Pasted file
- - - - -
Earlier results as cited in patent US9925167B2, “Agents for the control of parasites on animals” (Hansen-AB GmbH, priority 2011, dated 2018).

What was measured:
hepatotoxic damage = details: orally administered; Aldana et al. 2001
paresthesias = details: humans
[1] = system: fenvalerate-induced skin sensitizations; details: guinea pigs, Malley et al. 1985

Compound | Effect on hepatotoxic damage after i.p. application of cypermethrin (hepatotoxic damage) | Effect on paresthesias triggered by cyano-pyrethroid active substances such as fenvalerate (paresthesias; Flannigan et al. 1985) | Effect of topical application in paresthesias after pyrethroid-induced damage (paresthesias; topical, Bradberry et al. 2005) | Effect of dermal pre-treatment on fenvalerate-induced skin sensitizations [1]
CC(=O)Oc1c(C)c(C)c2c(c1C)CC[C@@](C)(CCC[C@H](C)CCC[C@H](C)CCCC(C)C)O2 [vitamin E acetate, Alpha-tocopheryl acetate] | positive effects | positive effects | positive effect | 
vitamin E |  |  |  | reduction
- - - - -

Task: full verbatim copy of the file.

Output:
Earlier results as cited in patent US9925167B2, “Agents for the control of parasites on animals” (Hansen-AB GmbH, priority 2011, dated 2018).

What was measured:
hepatotoxic damage = details: orally administered; Aldana et al. 2001
paresthesias = details: humans
[1] = system: fenvalerate-induced skin sensitizations; details: guinea pigs, Malley et al. 1985

Compound | Effect on hepatotoxic damage after i.p. application of cypermethrin (hepatotoxic damage) | Effect on paresthesias triggered by cyano-pyrethroid active substances such as fenvalerate (paresthesias; Flannigan et al. 1985) | Effect of topical application in paresthesias after pyrethroid-induced damage (paresthesias; topical, Bradberry et al. 2005) | Effect of dermal pre-treatment on fenvalerate-induced skin sensitizations [1]
CC(=O)Oc1c(C)c(C)c2c(c1C)CC[C@@](C)(CCC[C@H](C)CCC[C@H](C)CCCC(C)C)O2 [vitamin E acetate, Alpha-tocopheryl acetate] | positive effects | positive effects | positive effect | 
vitamin E |  |  |  | reduction